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A tale of three cities
If 2006 was the year that Macau's casinos overtook the Las Vegas Strip, it was last year that the enclave surpassed both its nearest rivals put together.
Before Macau hit the jackpot by ending its casino monopoly, the Las Vegas Strip and Atlantic City, New Jersey, had long reigned as the world's largest and second-largest gaming market, respectively.
No more. Consider that in the first two months of this year Macau's casinos raked in US$2.49 billion. That compares with US$1.15 billion on the Las Vegas Strip and US$739 million in Atlantic City - or a total of US$1.88 billion for the twin capitals of gaming in the United States.
What's more, Macau's revenues surged more than 60 per cent, while both US cities saw declines in their casino winnings from a year ago. Common sense says Macau cannot keep growing like this forever. But then again, common sense doesn't generate HK$10 billion a month in casino revenues.
Casino slowdown? Don't bet on it
It was against this backdrop that Macau Chief Executive Edmund Ho Hau-wah's much publicised announcement that the city is putting the brakes on new land deals and licences for casinos came. It is also likely to score his beleaguered administration some points with an increasingly disgruntled populace.
Ordinary residents have suffered the nastier side effects of the casino boom. Inflation is bordering on 10 per cent, the wealth gap is widening, and soaring housing prices - driven up by punters from Hong Kong and the mainland - are threatening to price many non-casino workers out of the market and across the border to Zhuhai . No doubt a moratorium on new casino development would help ease some of these pressures. But that is not what Mr Ho promised.
Read the fine print: 'Gaming projects under construction, approved or under discussion with the government will not be affected,' a statement on the measures released this week by the Government Information Bureau said.
Casino resorts now under construction, approved or under discussion with the government represent around US$20 billion in additional investment. Over the next three years or so, some 20,000 hotel rooms will be added in the city, and more than double the number of casino tables and slot machines currently installed. Macau casino slowdown? Don't bet on it.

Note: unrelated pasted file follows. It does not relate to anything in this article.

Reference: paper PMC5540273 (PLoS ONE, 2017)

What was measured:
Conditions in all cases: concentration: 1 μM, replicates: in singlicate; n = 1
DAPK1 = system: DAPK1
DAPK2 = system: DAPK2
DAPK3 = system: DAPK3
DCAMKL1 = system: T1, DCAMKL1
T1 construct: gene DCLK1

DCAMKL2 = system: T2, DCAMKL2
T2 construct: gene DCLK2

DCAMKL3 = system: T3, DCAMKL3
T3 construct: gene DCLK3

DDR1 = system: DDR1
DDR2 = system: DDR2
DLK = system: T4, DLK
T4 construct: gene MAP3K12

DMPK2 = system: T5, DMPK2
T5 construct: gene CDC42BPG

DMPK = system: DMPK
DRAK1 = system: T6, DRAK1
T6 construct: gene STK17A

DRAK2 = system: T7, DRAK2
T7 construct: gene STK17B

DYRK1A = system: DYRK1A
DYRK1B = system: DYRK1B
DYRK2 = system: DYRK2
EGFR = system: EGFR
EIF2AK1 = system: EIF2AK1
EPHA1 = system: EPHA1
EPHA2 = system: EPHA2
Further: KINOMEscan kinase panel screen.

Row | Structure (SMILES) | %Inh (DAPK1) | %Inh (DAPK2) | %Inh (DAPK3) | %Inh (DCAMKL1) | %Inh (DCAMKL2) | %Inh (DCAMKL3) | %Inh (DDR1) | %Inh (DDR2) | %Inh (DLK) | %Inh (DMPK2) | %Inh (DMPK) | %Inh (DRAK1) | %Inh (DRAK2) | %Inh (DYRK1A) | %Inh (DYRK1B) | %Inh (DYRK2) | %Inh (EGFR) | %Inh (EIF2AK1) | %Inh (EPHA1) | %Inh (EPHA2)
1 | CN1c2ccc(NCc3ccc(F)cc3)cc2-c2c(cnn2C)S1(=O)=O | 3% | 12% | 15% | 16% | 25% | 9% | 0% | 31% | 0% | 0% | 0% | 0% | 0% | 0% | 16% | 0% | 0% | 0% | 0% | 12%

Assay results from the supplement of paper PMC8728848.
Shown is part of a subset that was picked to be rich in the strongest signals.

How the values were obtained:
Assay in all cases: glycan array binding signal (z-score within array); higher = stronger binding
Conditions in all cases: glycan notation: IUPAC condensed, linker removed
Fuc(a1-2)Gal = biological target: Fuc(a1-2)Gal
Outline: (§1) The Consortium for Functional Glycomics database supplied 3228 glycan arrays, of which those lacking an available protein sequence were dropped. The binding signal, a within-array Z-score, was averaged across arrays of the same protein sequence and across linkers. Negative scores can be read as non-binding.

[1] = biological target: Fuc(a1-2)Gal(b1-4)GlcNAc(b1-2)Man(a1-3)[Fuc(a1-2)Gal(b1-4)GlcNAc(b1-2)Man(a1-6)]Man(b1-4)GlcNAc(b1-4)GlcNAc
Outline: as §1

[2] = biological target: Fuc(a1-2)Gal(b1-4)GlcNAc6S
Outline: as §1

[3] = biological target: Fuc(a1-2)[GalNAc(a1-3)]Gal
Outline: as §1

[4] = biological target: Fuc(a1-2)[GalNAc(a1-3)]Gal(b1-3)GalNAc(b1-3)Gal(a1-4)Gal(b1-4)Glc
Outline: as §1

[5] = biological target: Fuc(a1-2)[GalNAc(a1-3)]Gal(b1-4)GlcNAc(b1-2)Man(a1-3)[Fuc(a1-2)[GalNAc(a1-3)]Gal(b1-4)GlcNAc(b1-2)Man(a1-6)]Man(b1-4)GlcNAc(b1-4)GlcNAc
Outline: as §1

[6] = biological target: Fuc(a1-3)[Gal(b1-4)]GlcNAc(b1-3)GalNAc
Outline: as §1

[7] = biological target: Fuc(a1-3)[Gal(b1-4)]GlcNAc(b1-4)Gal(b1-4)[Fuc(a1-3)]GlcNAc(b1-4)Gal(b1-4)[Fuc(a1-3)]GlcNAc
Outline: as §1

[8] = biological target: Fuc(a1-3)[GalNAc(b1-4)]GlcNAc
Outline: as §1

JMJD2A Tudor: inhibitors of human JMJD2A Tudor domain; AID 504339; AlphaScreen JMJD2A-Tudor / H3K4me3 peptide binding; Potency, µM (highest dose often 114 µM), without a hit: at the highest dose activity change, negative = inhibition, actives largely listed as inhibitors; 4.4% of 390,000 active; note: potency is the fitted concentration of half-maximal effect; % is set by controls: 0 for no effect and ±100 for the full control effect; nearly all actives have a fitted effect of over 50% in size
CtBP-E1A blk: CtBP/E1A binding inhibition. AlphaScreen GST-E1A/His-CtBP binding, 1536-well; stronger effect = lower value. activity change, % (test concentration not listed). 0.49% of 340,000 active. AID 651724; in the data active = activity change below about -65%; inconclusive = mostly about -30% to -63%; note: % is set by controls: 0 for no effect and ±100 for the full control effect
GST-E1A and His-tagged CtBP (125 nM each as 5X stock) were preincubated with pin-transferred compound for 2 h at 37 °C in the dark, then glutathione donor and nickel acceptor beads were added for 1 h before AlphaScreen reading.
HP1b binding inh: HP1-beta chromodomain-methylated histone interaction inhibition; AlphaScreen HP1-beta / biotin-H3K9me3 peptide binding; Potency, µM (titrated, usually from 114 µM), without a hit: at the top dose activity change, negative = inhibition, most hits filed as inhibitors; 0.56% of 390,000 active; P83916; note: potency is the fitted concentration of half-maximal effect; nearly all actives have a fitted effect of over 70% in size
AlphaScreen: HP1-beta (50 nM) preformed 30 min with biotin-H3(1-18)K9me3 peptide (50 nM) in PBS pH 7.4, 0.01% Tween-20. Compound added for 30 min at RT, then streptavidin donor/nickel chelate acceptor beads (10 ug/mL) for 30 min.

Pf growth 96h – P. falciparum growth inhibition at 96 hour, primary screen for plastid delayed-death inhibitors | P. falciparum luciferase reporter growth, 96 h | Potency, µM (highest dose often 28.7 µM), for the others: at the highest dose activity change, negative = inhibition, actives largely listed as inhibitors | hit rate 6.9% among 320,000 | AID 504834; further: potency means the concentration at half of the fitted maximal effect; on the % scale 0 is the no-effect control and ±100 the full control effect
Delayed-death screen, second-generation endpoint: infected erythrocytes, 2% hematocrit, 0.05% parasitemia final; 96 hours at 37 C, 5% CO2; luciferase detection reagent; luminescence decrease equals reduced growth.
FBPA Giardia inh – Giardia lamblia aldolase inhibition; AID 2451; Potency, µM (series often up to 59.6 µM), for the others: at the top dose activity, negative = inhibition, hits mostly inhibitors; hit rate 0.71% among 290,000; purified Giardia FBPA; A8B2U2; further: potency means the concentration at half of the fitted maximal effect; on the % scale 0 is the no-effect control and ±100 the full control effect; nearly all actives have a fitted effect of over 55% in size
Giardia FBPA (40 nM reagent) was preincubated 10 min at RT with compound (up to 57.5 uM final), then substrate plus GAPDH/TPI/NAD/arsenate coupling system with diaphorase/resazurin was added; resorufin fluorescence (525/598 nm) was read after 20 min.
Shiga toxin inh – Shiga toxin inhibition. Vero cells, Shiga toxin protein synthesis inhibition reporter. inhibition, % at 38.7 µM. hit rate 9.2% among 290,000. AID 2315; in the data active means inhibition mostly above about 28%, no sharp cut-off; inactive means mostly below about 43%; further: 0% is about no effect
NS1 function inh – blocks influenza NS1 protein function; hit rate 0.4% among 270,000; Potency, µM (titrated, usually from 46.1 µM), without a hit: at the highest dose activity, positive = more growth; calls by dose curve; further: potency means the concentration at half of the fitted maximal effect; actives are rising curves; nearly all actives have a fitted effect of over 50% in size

Shifting table floors
The game of baccarat dominates casino floors in Macau and will continue to do so for a long while yet. In the first three months of the year, casino winnings from VIP baccarat surged 73 per cent and accounted for an immodest 69 per cent of all gaming revenue.
But that doesn't mean there isn't room for more variety, and the shifting mix of other casino games on offer is interesting. The amount of money punters left behind on the roulette tables, for instance, nearly tripled during the first three months of the year to 214 million patacas, up from 77 million patacas a year ago.
The first quarter also witnessed the rollout of Texas hold'em poker. Launched on four tables at the Grand Lisboa in mid-February, the game raked in a mere 4 million patacas for the house over the six-week period to the end of March.
But that doesn't tell the whole story. In Texas hold'em, the house only makes money by 'raking' a commission from the pot that is limited to 3 per cent to 5 per cent of total wagers, as per Macau gaming regulations.
That implies punters bet some HK$80 million to HK$130 million on the poker tables at the Grand Lisboa over six weeks. Not quite the volumes seen on baccarat, but not a bad start either.
Dog days again?
Pity the pooches. The rise of flashy casinos in the past few years has spelled tough times for the Canidrome, the city's once popular greyhound racetrack. But things are finally looking up.
After falling for three years, winnings at the Canidrome surged 46 per cent last year to 98 million patacas - their highest level in at least five years.
What's more, first quarter revenues from greyhound racing was 40 million patacas. That puts the track on pace for another bumper year of about 160 million patacas if it can maintain its stride.
Every dog has his day, even in Macau.